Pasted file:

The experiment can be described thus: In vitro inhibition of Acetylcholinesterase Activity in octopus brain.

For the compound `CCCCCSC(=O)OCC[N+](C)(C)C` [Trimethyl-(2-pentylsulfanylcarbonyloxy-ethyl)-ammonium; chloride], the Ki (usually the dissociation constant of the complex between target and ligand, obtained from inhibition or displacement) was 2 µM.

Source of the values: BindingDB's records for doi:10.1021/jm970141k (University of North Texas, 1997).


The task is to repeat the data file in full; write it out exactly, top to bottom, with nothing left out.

The experiment can be described thus: In vitro inhibition of Acetylcholinesterase Activity in octopus brain.

For the compound `CCCCCSC(=O)OCC[N+](C)(C)C` [Trimethyl-(2-pentylsulfanylcarbonyloxy-ethyl)-ammonium; chloride], the Ki (usually the dissociation constant of the complex between target and ligand, obtained from inhibition or displacement) was 2 µM.

Source of the values: BindingDB's records for doi:10.1021/jm970141k (University of North Texas, 1997).